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The Teacher-Martyr: St. Cassian of Imola
As we continue our reflection on education from a traditional Catholic perspective, it is worth reflecting, even briefly, on some of the models of education. Of these, a great many saints are well-known as great men and women who have devoted their lives to education and to educating students at all levels of learning. These include saints like St. Elizabeth Ann Seton, St. Thomas Aquinas, St. Angela Merici and the Ursulines, and the early Jesuits who developed so many colleges throughout Europe.
Yet, it is also worth remembering, from time to time, lesser known, but still valuable, men and women who have done so much to merit our admiration. One of these is St. Cassian of Imola. Cassian is remembered more locally than by the universal Church, and not very much is known of him.
There is, however, one better known and amusing popular reference to him in John Kennedy Toole's A Confederacy of Dunces . The protagonist, Ignatius Jacques Reilly, rails, in pen, against a professor for whom he (justly) feels a hearty contempt. The professor in question was almost entirely ignorant of the subject he taught, getting by with smoothness, clever remarks, and the appearance of wit and sophistication. One night, the professor in question is desperately trying to cobble together enough lecture notes to seem competent the next day, when he comes across an old note, left by the protagonist years ago:
“Your total ignorance of that which you profess to teach merits the death penalty. I doubt whether you would know that St. Cassian of Imola was stabbed to death by his students with their styli. His death, a martyr’s honorable one, made him a patron saint of teachers. Pray to him, you deluded fool, you “anyone for tennis?” golf-playing, cocktail-quaffing pseudo-pedant, for you do indeed need a heavenly patron. Although your days are numbered, you will not die as a martyr—for you further no holy cause—but as the total ass which you really are…”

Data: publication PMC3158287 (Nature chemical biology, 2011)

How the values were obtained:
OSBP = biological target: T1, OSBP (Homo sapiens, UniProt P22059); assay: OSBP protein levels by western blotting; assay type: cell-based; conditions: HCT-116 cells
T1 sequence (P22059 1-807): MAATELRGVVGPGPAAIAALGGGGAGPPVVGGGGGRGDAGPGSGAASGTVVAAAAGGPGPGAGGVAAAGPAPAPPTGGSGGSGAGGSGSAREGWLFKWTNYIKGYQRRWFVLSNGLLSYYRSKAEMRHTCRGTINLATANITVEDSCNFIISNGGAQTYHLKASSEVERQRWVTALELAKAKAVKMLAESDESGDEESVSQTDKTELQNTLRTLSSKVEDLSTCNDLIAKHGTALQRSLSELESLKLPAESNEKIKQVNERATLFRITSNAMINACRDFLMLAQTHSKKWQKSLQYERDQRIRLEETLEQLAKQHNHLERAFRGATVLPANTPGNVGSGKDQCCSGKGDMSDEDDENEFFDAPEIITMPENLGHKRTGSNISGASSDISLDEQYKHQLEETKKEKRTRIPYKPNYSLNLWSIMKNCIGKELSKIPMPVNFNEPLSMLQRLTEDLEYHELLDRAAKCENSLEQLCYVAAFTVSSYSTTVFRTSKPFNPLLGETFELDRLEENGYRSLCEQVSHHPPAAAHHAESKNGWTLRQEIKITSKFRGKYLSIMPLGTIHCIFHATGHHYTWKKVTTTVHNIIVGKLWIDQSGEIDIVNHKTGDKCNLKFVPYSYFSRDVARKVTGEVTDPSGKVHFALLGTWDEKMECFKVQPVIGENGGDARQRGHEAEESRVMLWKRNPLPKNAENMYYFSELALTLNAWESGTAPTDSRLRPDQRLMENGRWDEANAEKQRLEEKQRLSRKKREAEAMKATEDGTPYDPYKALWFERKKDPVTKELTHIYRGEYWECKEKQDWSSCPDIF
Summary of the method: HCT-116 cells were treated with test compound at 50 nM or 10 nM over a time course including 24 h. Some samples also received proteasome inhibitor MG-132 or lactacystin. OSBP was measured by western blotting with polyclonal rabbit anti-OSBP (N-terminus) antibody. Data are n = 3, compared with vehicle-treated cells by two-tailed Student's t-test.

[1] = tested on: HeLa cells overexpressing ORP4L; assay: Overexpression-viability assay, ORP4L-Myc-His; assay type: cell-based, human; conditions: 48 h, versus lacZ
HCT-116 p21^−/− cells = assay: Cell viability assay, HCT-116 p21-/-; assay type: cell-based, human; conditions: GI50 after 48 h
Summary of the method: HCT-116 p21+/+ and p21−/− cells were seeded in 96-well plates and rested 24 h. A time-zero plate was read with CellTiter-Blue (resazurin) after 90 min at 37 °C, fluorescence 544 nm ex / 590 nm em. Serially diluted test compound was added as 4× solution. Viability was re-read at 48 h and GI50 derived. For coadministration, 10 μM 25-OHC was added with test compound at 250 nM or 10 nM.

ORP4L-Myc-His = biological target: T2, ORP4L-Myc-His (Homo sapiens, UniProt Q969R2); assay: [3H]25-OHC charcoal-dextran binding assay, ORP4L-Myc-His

The quotation is probably the most famous from the novel, and the reference to St. Cassian can’t help but draw one’s attention. For, Cassian, according to the protagonist, is the exact opposite of the smooth, sophisticated professor in the novel.
From the little we know, St. Cassian lived in the 4th century AD and was martyred in what would have been one of the last Roman persecutions against Christians under Julian the Apostate. St. Cassian was the schoolteacher and headmaster at Imola when he was denounced as a Christian. According to Roman practice at the time, he was tested by being ordered to sacrifice the Roman gods, including the emperor. Centuries earlier, the Emperor Trajan had prescribed this as a way to test accused Christians. Those who would sacrifice to the Roman gods were spared, those who would not were executed.
St. Cassian refused to make the sacrifice, and so he was sentenced to death. His death, however, was a particularly gruesome one, as he was not directly executed, but was executed by being stabbed by his students with their styli: a slow and painful way to die. His faithful perseverance in suffering, however, made him a patron saint of teachers and one worth remembering.
St. Cassian would not sacrifice to the heathen gods because he loved the truth and the true faith more than he loved his own life. Teachers also are called to love the truth, which they then want to share with their own students. When anyone loves something and believes that thing worthy of love, he wants others to love and value it as well. This love should drive all teachers in general and Catholic teachers in particular. There will be many temptations to do otherwise. Catholic teachers may worry about families, homes, reputations, health, and many other things: but they are called to put God before all these.
The education field often seems to be moving from the path of truth in the direction of modern errors and ideologies. Even should it make one into a martyr, such must the teacher resist, bearing in mind the example of St. Cassian of Imola.